Let us take just a quick look at the high-end art market results for the first half of 2012 before moving on to the core focus of our report—the crystallization of the art consumption industry and its most interesting opportunities for value creation…

To download the full report, please click here.

Abbey House: Rapid Growth Continues as Company Prepares to List Art&Business Magazine

July 11, 2012

The summer of 2012 is expected to be busy for Poland’s Abbey House, as the company is preparing to list Art&Business Magazine, which is the next step toward achieving the ambitious team’s goal of creating a prominent art market in Poland and simultaneously being a leading player in that country. Established in 2010 and publicly listed last year, Abbey House has impressed market watchers both by the speed of its development as well as by the amount of activity carried out on the tiny Polish art market. In this issue of Skate’s Market Notes, we examine the state of Abbey House on the eve of its listing of Art&Business Magazine.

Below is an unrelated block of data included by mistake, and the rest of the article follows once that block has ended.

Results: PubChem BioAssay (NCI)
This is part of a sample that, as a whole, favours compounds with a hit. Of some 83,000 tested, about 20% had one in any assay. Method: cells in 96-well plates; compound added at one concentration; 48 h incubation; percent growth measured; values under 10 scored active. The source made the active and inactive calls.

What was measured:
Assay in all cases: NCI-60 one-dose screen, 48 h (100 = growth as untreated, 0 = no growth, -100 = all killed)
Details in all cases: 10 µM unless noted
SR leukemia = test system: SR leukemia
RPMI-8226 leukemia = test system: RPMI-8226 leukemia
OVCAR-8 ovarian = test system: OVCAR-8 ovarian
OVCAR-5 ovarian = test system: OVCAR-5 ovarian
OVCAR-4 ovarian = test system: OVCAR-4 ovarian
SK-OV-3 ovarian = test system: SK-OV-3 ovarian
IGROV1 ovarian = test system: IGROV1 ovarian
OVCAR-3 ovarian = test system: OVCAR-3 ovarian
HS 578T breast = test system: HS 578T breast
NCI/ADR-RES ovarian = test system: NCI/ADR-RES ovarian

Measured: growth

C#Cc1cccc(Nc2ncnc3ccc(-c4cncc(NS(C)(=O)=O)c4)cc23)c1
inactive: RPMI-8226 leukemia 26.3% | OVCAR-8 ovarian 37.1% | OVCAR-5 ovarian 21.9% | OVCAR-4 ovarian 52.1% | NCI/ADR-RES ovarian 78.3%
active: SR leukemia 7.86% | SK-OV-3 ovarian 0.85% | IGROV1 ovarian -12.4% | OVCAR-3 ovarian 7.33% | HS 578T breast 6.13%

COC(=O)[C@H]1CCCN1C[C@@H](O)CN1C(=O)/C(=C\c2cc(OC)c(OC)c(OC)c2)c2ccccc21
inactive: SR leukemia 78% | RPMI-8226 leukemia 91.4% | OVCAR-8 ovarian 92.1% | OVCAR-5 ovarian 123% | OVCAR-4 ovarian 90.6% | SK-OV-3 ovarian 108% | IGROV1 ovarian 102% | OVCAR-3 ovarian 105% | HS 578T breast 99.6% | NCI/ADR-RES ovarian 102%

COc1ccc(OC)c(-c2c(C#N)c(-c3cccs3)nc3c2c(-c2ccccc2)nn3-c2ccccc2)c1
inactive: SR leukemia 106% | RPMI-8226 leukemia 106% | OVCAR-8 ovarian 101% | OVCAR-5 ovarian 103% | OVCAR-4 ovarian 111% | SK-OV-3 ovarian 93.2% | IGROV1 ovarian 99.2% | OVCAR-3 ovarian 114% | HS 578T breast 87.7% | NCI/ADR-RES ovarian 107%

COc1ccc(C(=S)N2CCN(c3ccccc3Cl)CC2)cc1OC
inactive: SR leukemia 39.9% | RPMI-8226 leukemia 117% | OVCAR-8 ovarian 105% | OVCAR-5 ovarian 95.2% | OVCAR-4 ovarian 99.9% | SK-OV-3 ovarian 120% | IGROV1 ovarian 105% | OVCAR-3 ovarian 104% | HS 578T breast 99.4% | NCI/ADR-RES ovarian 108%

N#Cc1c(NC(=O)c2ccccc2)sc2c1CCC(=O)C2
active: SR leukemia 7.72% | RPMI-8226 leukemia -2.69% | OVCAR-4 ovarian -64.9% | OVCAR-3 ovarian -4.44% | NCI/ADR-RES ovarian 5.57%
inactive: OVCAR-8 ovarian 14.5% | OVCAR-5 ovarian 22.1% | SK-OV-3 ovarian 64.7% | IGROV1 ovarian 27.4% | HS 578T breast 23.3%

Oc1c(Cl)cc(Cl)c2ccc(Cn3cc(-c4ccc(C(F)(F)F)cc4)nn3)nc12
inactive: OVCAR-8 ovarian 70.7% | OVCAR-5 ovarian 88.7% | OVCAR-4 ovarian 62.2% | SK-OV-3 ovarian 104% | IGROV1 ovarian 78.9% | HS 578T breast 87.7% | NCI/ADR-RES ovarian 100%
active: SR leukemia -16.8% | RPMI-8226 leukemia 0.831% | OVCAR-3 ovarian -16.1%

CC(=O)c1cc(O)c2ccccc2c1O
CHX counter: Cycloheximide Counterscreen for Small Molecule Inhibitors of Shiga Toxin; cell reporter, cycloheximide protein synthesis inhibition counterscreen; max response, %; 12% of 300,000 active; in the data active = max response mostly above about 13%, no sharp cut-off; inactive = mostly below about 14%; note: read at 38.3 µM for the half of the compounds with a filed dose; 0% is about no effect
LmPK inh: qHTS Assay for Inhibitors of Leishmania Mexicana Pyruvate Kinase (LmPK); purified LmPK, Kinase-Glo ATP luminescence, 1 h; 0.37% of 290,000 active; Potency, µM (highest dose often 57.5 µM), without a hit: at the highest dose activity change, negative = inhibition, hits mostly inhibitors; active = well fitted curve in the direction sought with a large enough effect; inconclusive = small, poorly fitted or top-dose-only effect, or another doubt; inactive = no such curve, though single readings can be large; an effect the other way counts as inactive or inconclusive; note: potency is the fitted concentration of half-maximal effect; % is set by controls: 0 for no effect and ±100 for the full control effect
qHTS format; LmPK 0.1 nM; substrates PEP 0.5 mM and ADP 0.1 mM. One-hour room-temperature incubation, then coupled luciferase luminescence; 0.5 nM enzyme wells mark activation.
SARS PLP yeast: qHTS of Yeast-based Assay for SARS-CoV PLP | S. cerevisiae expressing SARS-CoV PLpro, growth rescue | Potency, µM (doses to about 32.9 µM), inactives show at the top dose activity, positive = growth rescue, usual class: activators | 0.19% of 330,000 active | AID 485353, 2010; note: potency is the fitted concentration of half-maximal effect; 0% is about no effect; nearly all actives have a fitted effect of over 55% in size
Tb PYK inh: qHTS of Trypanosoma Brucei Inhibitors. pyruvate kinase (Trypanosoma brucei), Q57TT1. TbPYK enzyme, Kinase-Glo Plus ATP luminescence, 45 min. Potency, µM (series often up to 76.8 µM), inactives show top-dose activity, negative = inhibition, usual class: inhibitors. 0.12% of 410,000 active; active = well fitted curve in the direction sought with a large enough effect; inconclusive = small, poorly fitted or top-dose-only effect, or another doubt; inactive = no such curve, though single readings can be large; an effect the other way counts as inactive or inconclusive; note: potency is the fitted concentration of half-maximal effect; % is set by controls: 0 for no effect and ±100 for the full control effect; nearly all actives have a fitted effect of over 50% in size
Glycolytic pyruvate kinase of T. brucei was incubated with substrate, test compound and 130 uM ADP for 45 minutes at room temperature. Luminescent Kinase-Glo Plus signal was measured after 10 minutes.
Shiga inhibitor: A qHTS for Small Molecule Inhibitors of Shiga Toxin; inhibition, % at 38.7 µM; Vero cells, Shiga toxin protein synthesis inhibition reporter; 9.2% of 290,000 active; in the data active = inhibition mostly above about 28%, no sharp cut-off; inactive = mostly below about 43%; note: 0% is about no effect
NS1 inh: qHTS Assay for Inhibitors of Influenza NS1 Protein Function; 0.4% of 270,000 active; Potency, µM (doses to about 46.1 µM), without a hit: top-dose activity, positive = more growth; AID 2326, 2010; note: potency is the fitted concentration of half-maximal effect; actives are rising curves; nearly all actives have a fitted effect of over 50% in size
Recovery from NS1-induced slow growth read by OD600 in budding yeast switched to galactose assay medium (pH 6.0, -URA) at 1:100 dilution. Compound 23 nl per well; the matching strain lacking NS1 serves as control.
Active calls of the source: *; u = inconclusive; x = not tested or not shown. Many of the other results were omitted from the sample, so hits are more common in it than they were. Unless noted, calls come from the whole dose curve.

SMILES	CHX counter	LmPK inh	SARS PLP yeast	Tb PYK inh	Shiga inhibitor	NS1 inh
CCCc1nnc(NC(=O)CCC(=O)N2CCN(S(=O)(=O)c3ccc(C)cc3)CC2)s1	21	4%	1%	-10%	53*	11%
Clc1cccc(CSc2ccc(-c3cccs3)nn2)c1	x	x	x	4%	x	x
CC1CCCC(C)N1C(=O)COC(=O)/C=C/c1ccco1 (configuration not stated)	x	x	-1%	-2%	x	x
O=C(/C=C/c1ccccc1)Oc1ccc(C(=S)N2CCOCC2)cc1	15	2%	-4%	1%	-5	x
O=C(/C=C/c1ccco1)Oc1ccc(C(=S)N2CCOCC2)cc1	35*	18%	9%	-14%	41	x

Abbey’s growth is obvious. Since its inception, the company has doubled its market capitalization, which now stands at $30 million, a figure that is comparable to long-term players artnet and Weng Fine Art. Revenues are also growing tremendously, $8.3 million in 2011 compared to $1.3 million the year before.

This rapid development can be attributed to the company’s dynamic activities directed at three main parts of their business. By working to create strong players from the ground up, all of Abbey’s business units are meant to complement one another and serve the purpose of establishing the Polish art market on both the local and global level, thus positioning Abbey as the key expert when it comes to contemporary Polish art.